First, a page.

I'm very much a Stata and linear regression newbie. I am running a linear regression with Bitcoin price as the dependent variable and using independent variables such as the S&P500, SSE, and FTSE closing prices, the U.S. CPI, the U.S. GDP, U.S exchange rates with CNY and the Euro, the 10yr maturity rate, and google trend data. I want to analyze the effect that these independent variables have on Bitcoin prices if any at all. All data is recorded at the monthly frequency.

I have a few questions regarding the data and how to use it in linear regression:

1) Should I use a time series or a normal linear regression analysis?

2) Should I use the % change for my data points as opposed to just the prices and going rates? If not, why shouldn't I?

Any and all help is appreciated. If there are any useful links you know of that would be great as well. Thanks!

  • $\begingroup$ Just a suggestion: when you’re starting out with basic methods, don’t use financial data. Predicting a financial pattern like you propose will be difficult, and you’re unlikely to learn much about how the basic techniques work when those models have abysmal performance. $\endgroup$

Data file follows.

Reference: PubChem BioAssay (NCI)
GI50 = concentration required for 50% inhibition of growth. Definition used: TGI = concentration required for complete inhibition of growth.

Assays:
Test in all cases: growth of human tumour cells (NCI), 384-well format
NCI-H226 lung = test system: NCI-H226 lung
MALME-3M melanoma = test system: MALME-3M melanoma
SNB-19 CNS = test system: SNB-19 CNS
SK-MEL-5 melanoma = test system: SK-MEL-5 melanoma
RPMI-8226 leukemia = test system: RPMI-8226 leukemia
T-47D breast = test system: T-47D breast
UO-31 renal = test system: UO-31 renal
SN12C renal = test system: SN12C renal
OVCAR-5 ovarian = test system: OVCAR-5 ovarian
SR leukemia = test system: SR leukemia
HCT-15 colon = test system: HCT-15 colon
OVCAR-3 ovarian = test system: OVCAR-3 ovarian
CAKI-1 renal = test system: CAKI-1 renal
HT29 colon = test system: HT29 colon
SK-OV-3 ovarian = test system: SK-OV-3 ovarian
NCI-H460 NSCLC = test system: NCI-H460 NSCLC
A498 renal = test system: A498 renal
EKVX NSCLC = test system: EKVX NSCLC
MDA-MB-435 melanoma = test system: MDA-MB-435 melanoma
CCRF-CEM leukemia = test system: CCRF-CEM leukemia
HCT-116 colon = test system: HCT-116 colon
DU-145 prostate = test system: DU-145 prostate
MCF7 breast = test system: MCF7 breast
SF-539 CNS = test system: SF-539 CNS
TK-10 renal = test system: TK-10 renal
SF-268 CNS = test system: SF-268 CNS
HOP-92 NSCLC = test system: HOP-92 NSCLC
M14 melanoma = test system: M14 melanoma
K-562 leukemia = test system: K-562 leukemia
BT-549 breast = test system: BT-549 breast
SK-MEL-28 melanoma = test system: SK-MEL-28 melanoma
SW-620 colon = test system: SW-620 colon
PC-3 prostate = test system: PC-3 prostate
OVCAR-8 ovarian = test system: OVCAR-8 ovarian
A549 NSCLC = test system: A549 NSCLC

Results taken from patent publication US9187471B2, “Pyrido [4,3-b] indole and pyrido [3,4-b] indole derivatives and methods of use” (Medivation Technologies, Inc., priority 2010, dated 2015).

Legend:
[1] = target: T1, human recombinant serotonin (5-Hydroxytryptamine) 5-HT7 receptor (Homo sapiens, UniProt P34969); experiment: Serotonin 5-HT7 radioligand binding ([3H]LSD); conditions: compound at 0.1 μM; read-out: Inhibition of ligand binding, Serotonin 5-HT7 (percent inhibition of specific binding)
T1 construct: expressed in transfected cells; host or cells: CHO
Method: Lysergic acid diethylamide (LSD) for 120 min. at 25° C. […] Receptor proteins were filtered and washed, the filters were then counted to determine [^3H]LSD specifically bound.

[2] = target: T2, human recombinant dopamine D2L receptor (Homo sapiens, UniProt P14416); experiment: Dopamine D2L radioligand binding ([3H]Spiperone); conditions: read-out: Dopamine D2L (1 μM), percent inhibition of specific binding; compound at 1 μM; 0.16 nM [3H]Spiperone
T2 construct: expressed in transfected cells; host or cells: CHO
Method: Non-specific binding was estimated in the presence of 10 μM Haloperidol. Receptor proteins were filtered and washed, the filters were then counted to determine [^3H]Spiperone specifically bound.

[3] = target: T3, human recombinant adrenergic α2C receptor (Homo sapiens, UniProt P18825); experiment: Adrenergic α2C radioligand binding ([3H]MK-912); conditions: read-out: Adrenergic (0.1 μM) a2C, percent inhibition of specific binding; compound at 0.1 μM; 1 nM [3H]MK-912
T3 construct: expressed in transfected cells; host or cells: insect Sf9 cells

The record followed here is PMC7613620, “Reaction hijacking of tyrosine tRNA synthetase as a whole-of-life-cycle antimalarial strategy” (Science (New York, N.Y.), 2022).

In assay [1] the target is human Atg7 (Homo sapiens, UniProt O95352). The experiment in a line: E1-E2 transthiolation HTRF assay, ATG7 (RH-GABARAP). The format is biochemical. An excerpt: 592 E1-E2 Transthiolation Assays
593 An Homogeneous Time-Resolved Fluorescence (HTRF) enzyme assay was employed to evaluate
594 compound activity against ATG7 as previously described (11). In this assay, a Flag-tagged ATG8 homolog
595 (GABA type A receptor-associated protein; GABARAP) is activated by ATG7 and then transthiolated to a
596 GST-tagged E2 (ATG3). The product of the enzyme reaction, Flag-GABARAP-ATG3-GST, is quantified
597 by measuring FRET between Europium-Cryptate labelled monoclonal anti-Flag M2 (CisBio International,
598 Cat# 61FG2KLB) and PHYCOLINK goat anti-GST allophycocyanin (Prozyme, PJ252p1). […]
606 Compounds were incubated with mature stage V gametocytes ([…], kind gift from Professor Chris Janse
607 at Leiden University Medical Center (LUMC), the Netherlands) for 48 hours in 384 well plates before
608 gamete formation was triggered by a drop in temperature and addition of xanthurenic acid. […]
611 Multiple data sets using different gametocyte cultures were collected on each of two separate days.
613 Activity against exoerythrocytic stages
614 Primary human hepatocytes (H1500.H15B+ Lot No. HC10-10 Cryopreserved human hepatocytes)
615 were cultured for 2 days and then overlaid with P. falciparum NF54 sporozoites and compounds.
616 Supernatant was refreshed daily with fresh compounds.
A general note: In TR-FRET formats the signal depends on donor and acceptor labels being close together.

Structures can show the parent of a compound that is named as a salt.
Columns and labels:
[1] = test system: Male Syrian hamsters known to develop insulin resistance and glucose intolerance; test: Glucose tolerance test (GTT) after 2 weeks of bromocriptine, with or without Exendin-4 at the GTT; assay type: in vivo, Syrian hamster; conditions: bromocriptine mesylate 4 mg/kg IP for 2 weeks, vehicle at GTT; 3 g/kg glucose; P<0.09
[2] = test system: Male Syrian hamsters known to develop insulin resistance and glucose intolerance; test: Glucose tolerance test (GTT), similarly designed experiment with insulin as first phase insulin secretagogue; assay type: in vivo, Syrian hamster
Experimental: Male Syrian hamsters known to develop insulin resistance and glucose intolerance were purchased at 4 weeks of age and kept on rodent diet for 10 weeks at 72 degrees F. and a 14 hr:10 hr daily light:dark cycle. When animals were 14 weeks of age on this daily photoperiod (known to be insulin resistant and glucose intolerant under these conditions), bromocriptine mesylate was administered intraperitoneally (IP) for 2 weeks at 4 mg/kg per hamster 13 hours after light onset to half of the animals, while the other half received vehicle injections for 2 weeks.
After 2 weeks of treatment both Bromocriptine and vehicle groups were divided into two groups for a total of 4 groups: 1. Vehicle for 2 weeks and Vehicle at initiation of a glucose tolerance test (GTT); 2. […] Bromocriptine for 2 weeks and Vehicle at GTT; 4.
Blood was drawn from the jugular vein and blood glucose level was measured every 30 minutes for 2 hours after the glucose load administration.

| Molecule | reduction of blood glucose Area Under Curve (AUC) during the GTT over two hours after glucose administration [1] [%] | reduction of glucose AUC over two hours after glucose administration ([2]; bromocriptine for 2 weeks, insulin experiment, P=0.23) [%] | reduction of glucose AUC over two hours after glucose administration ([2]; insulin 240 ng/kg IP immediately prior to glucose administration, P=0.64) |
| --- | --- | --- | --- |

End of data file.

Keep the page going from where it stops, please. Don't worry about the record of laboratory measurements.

– Dave
    Nov 7, 2019 at 3:53

1 Answer 1


Yes, set up your data with months as rows and assets as columns.

For the bitcoin, SP500, or any price-based values, you need to transform the price into the log-returns for each time period: $y_t=\log(y_t)- \log(y_{t-1})$. Thus, this month's log-return value for bitcoin is the log of bitcoin's price this month minus the log of bitcoin's price last month. FYI, log-returns are equal to $y_t=\log(\frac{y_t}{y_{t-1}})$, since $\log(a/b) = \log(a) - \log(b)$. When done, you won't have a log-return value for the 1st-month values.

Log-returns have to be used because they are normally-distributed, whereas prices themselves are log-normally distributed and inappropriate for linear models.

For the CPI etc. just use the data.

Then run a regression, and you should be good to go.


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